Wednesday, March 31, 2010

My Baking Adventure

I Love Baking, Every Wednesday/Thursday i try to bake something new. Normally i dont move an inch from the recipe (courtesy: My Blogger Buddies!!!), but this time i jus want to try changing some ingredients on the recipe. Here, i got Madhuji's Blueberry Muffins using Apple cider Vinegar, I dared to change 2/3 ingredients of it, oolalah got great tasting muffin, but dont ask about the shape!!! Muffin Top had some cracks and was a bit crusty!!!! But the taste was great, the muffin was super soft, spongy and with the melted choco chips inbetween it was heavenly!!!  Thank god, didnt go waste!!! I was just praying that it shud come out like a Muffin :)

My Ingredients List
3/4 Cup All purpose flour
1/4 Cup Ragi flour 
3/4 tsp baking soda
1/4 tsp salt 
1/2 Cup sugar 
1/2 Cup milk
1/4 Cup Melted Butter
1/2 tbsp Apple Cider Vinegar
3/4 Cup finely grated Carrot
2 tbsp Choco chips

Method (Same as the Original Recipe)
Preheat the oven to 375F for 15 minutes. Lightlygrease a muffin tin. In a medium bowl, combine together flour, baking soda, salt. In a large bowl, combine the sugar, milk, Butter and vinegar. Mix well. Add the dry ingredients to the wet ingredients, stir until just combined. Add the grated Carrots and Mix. Fill the muffin tins about 2/3rds full. Bake until a wooden skewer inserted into the center comes out clean, about 22 minutes. Remove from the oven and let it cool for 5 minutes. After that remove the muffins from the tins and cool on a wire rack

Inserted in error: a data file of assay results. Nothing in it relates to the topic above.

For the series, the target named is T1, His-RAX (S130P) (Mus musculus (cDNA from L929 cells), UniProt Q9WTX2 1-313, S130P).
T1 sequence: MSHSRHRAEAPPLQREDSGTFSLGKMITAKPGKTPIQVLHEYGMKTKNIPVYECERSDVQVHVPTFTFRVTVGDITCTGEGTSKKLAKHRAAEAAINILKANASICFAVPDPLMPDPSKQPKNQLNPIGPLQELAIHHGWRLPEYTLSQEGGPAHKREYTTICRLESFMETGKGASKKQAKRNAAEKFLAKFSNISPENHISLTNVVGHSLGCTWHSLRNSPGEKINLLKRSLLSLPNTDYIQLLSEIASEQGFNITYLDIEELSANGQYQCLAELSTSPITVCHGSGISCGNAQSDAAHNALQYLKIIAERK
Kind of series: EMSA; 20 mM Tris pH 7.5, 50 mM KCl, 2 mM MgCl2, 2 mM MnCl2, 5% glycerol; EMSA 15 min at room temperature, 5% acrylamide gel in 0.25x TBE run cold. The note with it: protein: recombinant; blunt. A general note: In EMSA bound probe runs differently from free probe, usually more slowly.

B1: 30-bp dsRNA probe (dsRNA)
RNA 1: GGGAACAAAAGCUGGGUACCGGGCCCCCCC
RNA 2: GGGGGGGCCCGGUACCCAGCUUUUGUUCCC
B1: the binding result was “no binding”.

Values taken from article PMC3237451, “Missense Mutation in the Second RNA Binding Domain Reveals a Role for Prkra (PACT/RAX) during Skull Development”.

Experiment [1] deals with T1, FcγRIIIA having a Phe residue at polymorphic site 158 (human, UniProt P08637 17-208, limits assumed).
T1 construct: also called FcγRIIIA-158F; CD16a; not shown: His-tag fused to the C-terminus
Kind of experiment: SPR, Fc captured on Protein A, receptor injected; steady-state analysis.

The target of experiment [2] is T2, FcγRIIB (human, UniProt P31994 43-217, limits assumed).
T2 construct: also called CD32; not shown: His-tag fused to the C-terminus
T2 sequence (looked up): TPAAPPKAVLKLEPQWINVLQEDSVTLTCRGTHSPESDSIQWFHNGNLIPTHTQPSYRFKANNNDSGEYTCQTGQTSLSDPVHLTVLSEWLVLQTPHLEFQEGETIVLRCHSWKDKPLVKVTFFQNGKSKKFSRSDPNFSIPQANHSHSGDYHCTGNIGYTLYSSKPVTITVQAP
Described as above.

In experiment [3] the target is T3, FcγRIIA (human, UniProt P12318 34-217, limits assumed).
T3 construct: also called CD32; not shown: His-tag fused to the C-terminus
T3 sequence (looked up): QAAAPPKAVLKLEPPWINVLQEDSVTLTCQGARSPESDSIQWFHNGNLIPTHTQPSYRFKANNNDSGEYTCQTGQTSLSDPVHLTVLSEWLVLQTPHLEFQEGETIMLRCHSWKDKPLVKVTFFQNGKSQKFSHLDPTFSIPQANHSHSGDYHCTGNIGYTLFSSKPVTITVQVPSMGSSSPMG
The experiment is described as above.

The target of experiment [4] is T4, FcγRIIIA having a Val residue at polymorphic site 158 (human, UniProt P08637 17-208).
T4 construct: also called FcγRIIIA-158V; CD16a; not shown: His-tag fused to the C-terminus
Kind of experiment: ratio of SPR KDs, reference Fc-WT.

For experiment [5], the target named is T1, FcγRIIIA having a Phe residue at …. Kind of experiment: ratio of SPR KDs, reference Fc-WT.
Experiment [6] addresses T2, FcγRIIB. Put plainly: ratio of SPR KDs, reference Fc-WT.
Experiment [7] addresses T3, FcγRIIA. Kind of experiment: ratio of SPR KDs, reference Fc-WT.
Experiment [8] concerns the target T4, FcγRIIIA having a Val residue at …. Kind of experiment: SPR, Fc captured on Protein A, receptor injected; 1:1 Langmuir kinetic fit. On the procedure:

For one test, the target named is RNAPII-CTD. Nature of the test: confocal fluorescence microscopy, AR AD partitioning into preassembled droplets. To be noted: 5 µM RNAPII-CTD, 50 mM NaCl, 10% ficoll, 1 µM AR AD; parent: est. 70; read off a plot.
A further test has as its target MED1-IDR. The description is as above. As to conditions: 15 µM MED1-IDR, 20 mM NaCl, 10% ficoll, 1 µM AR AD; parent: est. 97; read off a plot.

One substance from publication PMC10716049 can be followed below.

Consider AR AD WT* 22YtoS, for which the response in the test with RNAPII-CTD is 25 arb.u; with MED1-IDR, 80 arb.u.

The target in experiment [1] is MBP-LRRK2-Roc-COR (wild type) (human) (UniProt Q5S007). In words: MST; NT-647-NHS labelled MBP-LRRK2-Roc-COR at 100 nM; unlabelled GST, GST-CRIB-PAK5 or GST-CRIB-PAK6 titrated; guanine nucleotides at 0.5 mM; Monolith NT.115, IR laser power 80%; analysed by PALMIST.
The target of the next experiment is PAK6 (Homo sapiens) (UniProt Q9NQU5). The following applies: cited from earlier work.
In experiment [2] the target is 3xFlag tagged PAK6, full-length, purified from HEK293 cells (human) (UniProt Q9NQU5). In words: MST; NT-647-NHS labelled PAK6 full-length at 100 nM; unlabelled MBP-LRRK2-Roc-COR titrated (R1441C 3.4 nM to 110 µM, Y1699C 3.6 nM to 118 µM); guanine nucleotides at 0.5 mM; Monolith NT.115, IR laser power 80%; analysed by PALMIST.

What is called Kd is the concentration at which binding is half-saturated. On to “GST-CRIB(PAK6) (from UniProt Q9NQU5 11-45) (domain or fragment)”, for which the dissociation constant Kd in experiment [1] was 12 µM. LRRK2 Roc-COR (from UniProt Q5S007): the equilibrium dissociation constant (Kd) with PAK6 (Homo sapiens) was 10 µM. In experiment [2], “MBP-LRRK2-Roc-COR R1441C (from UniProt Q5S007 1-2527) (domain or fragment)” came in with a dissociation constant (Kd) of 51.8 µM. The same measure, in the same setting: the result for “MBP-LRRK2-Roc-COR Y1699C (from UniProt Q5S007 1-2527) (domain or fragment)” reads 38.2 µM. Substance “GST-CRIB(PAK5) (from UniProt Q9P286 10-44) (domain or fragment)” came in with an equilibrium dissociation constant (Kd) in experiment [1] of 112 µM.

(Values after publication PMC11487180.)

The taste was heavenly, Happy it came out OK! :) But will surely check out what went wrong and may be get it perfect next time!!!

Heating & Air Conditioning System Installation 101

Replacing your old heating and cooling system with a new, energy-efficient heating and cooling system is a challenging decision for most homeowners. Heating and cooling can account for nearly half of the energy used in your home. You want to maximize your comfort, but you don't want to pay through the nose. The right system may cost more upfront, but save money and reduce utility bills over time. The wrong system may need constant repair, under perform or die before its time. So much to consider!

When it's time to install a new heating, ventilation, and air conditioning (HVAC) system, make an educated decision with the help of these simple suggestions:

Find the Right HVAC Contractor
Getting the right contractor is key to getting a quality installation. Make sure the contractor you choose has at least several years of experience and can provide references. Make sure that the contractor is licensed and insured. Be sure to ask for a written contract of all work in advance. And always choose a contractor’s whose service and installation technicians are certified by North American Technician Excellence (NATE). NATE is an industry-supported certification for heating and air conditioning technicians. NATE-certified HVAC technicians have met the nation's highest standards for HVAC training and knowledge.